Shop Strategies, COVID Edition: Spanesi, Clients On Dealing with COVID-19 Blues While Operating Successfully
Written by Stacey Phillips, Autobody News
Published March 10, 2021
When Spanesi COO Tim Morgan first learned about the COVID-19 outbreak, he set out to support staff and clients.
“We knew early on it was coming because we have a sales office and manufacturing in China,” said Morgan.
The company purchased extra computers for employees who needed to work from home due to medical conditions and began holding meetings virtually.
“Like other businesses, we’ve had to adapt differently on how we operate,” said Morgan.
He found that many collision repair owners around the country were unsure what to do. In some states, shops were deemed non-essential and had to shut down.
Spanesi customers were reaching out to Morgan to find out if the company was still operating.
“We started getting phone calls asking if we are open,” he recalled. “I said, ‘We’re essential. We have to supply data to fix vehicles and there are people out there working. We’re essential so why wouldn’t you be essential?’”
Morgan began learning about resources such as the Paycheck Protection Program (PPP) loan. He quickly realized there was a lot of information to sift through that many repairers were unaware of.
“I really dove in it and helped about eight to 10 companies get their PPP loan ready to take to the bank to get submitted,” said Morgan.
Meanwhile, Spanesi set up the Spanesi Cares website to share information about business resources available to the industry in the U.S. and Canada. It includes information about the PPP, CARES Act, SBA Emergency and Disaster Relief Loans, Equipment Purchase Relief Program and the Families First Coronavirus Response Act Information.
“We put up information to help shops figure out what they need to do,” he said.
Spanesi also donated $1,000 to the Collision Industry Foundation (CIF) and produced a video for the organization to help collect money for technicians who were out of work.
Throughout the pandemic, Spanesi employees have reached out to clients to find out if they need help or coaching. They have also communicated what is going on at Spanesi to help others understand what might be going on in their own businesses. In addition to website updates, Morgan has shared information through live feeds on Facebook.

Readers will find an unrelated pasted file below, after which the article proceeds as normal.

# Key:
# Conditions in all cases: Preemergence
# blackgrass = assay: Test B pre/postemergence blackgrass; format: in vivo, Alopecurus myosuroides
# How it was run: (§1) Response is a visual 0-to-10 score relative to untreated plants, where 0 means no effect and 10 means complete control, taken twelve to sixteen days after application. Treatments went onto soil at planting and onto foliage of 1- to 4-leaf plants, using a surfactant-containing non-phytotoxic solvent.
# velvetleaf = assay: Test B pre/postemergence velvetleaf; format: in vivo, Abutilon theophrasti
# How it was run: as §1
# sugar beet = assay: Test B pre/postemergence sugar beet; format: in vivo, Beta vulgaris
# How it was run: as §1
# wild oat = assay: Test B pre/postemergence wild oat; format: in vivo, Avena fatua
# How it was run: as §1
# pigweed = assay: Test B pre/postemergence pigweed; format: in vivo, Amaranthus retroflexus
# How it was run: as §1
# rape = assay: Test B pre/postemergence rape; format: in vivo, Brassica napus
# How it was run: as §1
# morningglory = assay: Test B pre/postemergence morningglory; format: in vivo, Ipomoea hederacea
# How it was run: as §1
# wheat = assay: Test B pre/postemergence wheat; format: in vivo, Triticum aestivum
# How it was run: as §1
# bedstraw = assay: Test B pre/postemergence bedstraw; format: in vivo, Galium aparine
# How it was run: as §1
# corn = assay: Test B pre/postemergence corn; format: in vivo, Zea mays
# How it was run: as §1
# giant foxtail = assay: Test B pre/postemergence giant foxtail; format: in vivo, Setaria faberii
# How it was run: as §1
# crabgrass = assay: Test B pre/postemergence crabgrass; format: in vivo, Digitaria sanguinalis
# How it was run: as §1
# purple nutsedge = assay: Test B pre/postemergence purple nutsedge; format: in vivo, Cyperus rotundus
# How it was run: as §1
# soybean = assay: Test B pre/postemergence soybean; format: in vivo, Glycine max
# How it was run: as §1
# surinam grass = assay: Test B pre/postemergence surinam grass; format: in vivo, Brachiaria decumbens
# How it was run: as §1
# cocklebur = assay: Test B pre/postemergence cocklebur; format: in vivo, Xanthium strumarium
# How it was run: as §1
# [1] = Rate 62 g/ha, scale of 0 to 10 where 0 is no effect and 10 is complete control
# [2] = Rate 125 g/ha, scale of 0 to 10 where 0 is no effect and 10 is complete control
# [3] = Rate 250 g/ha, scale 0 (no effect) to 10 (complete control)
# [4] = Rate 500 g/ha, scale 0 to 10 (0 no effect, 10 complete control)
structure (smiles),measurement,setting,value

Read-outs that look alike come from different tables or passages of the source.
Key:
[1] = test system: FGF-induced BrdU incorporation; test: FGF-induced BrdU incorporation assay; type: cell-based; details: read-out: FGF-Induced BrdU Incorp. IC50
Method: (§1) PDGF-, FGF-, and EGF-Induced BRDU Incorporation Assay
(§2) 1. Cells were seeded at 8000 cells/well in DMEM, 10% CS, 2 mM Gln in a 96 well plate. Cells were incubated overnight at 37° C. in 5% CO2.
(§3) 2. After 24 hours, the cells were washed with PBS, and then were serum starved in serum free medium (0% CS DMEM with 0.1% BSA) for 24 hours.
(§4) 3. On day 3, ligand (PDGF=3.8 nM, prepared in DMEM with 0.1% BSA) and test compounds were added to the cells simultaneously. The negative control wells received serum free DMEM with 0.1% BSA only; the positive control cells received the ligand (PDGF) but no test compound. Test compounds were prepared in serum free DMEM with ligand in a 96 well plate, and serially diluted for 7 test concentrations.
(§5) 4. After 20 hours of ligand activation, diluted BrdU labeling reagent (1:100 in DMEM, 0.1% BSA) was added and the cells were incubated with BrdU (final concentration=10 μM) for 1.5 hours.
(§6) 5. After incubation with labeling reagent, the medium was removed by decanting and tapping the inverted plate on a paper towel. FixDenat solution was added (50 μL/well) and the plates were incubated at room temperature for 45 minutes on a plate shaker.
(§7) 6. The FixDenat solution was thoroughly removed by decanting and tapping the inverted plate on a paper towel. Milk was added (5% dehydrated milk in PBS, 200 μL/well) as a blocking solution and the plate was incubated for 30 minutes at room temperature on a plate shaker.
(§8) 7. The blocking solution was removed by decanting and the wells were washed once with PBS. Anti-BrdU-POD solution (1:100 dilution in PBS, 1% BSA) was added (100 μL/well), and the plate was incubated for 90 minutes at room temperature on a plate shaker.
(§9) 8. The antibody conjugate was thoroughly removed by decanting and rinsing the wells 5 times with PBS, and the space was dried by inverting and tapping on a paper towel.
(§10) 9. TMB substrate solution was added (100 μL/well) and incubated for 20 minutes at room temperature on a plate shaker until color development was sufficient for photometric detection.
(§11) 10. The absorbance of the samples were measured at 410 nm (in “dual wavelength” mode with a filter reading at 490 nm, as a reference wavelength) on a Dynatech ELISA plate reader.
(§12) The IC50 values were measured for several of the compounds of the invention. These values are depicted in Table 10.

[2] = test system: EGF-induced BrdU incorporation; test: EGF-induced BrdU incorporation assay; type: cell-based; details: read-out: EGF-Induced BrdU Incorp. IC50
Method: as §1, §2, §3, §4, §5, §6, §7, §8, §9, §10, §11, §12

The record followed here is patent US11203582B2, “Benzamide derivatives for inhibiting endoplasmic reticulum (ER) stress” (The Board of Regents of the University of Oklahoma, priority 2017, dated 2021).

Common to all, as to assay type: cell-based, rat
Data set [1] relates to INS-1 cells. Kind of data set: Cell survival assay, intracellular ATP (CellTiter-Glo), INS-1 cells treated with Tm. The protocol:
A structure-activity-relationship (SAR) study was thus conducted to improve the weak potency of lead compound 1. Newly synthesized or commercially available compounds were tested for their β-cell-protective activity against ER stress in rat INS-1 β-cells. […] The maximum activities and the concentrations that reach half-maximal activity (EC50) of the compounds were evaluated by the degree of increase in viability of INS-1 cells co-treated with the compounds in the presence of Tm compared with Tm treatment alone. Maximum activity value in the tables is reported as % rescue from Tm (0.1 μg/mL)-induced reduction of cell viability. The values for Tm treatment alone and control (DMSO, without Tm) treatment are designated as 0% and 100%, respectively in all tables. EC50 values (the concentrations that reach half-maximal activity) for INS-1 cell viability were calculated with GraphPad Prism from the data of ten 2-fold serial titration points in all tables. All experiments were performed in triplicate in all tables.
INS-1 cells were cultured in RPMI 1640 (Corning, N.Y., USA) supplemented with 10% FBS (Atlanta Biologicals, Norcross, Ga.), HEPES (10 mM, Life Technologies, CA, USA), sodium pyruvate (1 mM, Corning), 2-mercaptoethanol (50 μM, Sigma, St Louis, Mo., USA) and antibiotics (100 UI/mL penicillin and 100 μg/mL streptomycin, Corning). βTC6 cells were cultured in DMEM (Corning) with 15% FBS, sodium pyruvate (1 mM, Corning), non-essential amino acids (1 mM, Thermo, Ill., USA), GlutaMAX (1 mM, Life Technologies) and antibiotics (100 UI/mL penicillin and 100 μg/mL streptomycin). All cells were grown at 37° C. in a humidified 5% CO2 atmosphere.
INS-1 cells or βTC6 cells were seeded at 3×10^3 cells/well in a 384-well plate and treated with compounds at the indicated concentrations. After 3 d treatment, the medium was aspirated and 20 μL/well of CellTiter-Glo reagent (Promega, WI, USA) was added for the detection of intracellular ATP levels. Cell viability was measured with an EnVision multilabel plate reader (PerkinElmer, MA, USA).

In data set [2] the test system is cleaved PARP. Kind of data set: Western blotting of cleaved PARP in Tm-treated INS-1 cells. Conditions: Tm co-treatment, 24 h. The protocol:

“We want our customers and the industry to know that we’re here for you so if you need something, just call,” said Morgan. “It is amazing the outreach that has resulted from that.”
As COVID-19 restrictions are lifted across the country, Morgan’s advice to shop owners and managers is to continue working together and sharing best practices.
One way he hopes to achieve this is by creating an internal Twenty Group with 20 of his customers.
“Once a month, we will consult on what can be done to have better working environments and practices for technicians and the customer experience,” he said.
Morgan said there are still not enough resources available to collision repair facilities, such as learning how to best apply disinfectant to a vehicle.
“Before a car goes back to the customer, it is going to have to be disinfected,” said Morgan. “Everybody is going to have to come up with something to work cleaner.”
He is currently researching disinfecting techniques as well as building more training modules and getting ready to launch virtual demonstrations for the industry.
“This business has been very good to me,” said Morgan. “I think it’s important to give back as much as I can.”
Autobody News reached out to some of Spanesi’s clients to learn how they have managed during the pandemic and have been supported by Spanesi. This is part one of a two-part series.
Thoughts from Ian Morton, Fix Auto Tucson-Thoroughbred and Fix Auto Sierra Vista, AZ
“When I first heard about COVID-19 in China, I was worried about something happening in the United States. In January of 2020, I talked to my team and said, ‘I think this will potentially impact us and we need to prepare. I started acquiring cash and building a nice buffer to allow us to continue to be successful if something did happen.